You’re frustrated. You dutifully follow Goal Setting 101 advice, but it still seems that you lose sight of what you want and how you’ll get it. See if any of these common goal setting mistakes – and how to correct them – are
behind your frustrations. Make the adjustment, and try again.
1 Hung-Up-On Goals – It’s easy to get plugged into a
goal, and even though it’s not working, you hang on to it out of sheer habit or willfulness. That sets you up for procrastination and frustration. Put things into a more simplified version by concentrating on the big picture – the direction you want your life to go – instead of the specific way to get there. Maybe the goal to own a Million Dollar house is about wanting freedom and autonomy. Maybe the goal to write a NYT bestseller is really about wanting recognition for your talents. Focus on the feelings that you are after instead of the one-and-only way to get it.
2. Transparent Goals: If you examine your goals you may find that you have no *plan* associated with your goal. Generally the mistake here is that ‘goals’ and ‘actions’ have become confused. Instead, think Goal, Strategy, Action. The Goal is the objective, what you want. The Strategy is the overall way in which you’ll accomplish it. And The Action is the specific activity
that is required to achieve it (how you’ll do it). Example: You might have big picture goal of a healthier lifestyle. The strategy associated with that might be to eat less and exercise more. The ACTIONS might be “don’t eat after
6:00 pm”, and “walk 30 minutes after the 6:00 news every weekday”.
3. Contradictory Goals. This is a common mistake in goal setting–two or more goals with opposing results. Marriage counselors see it a lot in people who want the benefits of being married without giving up the single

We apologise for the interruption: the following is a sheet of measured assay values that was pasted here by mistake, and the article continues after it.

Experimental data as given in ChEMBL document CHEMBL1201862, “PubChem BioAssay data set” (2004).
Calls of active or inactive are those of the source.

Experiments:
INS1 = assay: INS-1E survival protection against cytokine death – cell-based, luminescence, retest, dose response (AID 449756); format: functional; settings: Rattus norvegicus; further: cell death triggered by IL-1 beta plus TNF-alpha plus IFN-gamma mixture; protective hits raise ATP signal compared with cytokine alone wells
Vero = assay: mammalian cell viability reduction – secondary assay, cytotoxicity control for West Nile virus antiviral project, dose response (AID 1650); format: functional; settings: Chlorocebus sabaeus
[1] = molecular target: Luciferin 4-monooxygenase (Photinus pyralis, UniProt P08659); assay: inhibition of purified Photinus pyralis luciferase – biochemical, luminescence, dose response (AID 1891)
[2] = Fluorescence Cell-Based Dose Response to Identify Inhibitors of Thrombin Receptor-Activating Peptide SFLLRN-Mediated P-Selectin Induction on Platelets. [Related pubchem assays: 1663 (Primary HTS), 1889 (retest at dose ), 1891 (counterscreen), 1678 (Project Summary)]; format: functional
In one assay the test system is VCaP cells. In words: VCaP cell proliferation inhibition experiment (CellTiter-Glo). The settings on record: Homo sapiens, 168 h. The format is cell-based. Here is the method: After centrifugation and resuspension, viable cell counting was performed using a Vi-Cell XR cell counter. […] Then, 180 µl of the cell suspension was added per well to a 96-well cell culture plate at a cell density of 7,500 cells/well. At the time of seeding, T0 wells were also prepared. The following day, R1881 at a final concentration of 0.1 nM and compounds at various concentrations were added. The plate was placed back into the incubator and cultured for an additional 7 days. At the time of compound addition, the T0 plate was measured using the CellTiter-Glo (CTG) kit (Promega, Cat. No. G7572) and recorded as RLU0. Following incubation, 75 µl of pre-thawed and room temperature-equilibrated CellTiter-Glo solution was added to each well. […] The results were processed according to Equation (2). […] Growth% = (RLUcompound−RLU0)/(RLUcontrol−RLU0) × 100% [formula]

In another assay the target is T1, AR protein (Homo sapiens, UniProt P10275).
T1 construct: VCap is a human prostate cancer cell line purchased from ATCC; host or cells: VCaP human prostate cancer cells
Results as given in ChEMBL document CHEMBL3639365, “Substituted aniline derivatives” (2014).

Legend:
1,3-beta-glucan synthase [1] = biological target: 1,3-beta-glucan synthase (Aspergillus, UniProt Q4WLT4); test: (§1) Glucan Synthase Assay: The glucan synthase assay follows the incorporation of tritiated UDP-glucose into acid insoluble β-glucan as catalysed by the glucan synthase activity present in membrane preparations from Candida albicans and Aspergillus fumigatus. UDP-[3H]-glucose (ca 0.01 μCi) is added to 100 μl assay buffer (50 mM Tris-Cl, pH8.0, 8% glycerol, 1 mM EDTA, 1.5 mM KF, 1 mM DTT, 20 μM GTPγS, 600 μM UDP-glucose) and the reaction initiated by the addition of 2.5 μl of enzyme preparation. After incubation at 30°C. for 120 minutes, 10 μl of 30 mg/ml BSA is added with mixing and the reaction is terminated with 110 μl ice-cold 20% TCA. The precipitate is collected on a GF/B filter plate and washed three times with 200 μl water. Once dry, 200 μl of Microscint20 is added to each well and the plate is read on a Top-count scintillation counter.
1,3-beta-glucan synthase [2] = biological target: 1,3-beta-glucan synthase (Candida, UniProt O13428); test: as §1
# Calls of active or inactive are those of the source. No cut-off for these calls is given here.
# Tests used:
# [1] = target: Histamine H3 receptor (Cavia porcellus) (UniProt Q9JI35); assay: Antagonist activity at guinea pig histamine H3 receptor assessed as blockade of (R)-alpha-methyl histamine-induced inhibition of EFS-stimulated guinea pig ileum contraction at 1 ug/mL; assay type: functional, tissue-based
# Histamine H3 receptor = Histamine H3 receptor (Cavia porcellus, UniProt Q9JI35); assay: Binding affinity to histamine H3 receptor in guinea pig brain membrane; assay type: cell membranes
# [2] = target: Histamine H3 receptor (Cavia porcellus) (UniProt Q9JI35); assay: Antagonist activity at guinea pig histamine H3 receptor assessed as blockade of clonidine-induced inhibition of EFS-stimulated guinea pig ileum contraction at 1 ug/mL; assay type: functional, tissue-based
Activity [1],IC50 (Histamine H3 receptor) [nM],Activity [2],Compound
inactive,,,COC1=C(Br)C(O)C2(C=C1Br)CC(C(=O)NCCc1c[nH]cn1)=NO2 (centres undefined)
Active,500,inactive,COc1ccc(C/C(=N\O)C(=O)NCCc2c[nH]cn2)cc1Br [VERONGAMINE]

lifestyle. Or maybe you have a goal to spend more time with your family, but you have a job you want to do well at that require a lot of face-time. Contradictory goals will frustrate you to no end, because you’ve given yourself an impossible task. Evaluate your goals in light of their relationship to each other.
4. False Goals: These are goals that involve chasing money, approval of others, etc. If you want to become a doctor just to win the approval of your parents, that’s a false goal. If you want to be Super Mom just to please
your husband, that’s a false goal. You may even succeed at getting your degree, or being a Martha Steward wannabe, but you’ll never be happy with your decision. It’s not YOUR goal. “Shoulds” are usually someone
else’s idea of a life for you. If you find that you can’t accomplish anything on your goal, it may be that it’s not an expression of the authentic you. Find the courage to tell the truth about what you really want in your life.
5. Floating Goals – These goals are floating around in your head, usually masquerading as a wish list. I call these floating goals, because they’re not rooted in reality. Writing down goals (and strategies and actions) takes
them out of the *wishing* category to the “real” category. It’s no longer just a pipe dream in your head. It’s a goal, with a strategy, and actions associated with it. You know what you want, and you know how to get it. If it’s written down, you simply filter all decision (big and small) through your goals. Does it contribute to my goal, or contaminate it? Example: You have a goal to write a best selling romance novel, with a strategy of writing one chapter each week for 36 weeks, and your action is to spend 1 hour per day towards each chapter. If you don’t schedule – AND PROTECT – that 1 hour each day, it’s more than likely that you’ll get to the end of each week wondering why you didn’t get more done.
6. Blind Goals — No matter how nicely laid out the goals, strategies, and actions are. If you don’t SEE them and review them, and let them become part of who and what you are and do, on a daily basis, you’ll lose track of
them. The job, the errands, the latest TV show, worrying about money, worrying about kids, worrying about the economy will all crowd out your time, thoughts, and energy. They may remain in the back of your mind, but
you won’t gear your life towards them. Post them on the ‘fridge, in the car, on the back door, on the bathroom mirror or anywhere that you’ll see them regularly.
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